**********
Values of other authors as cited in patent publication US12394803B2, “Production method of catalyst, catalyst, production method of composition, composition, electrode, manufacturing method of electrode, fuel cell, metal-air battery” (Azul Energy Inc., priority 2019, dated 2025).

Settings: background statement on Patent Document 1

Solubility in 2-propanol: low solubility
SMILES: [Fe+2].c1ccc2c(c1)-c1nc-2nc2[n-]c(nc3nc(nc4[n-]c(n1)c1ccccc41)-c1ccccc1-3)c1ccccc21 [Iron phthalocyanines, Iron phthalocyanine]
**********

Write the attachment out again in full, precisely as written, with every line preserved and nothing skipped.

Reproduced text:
Values of other authors as cited in patent publication US12394803B2, “Production method of catalyst, catalyst, production method of composition, composition, electrode, manufacturing method of electrode, fuel cell, metal-air battery” (Azul Energy Inc., priority 2019, dated 2025).

Settings: background statement on Patent Document 1

Solubility in 2-propanol: low solubility
SMILES: [Fe+2].c1ccc2c(c1)-c1nc-2nc2[n-]c(nc3nc(nc4[n-]c(n1)c1ccccc41)-c1ccccc1-3)c1ccccc21 [Iron phthalocyanines, Iron phthalocyanine]